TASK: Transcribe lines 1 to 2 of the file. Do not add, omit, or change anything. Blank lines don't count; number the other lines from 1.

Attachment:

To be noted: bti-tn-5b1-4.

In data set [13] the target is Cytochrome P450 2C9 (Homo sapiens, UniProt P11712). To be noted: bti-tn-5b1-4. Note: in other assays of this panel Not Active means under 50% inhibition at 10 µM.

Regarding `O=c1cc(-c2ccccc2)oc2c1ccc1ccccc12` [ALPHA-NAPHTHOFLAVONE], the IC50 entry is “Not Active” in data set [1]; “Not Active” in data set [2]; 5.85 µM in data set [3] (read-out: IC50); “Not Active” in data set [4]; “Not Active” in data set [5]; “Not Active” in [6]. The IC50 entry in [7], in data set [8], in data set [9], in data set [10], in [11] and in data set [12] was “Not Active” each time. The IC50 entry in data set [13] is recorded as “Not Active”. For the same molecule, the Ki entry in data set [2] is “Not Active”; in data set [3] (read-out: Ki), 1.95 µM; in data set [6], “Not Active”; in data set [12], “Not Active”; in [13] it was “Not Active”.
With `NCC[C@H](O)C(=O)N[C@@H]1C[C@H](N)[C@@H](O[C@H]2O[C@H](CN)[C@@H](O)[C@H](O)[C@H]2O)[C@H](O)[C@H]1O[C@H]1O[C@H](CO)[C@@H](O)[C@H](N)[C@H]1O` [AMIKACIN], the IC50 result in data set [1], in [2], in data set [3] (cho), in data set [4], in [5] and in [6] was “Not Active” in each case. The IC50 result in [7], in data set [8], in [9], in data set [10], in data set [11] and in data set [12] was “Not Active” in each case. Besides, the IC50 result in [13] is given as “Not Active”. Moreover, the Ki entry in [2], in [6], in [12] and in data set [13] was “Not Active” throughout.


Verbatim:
To be noted: bti-tn-5b1-4.

In data set [13] the target is Cytochrome P450 2C9 (Homo sapiens, UniProt P11712). To be noted: bti-tn-5b1-4. Note: in other assays of this panel Not Active means under 50% inhibition at 10 µM.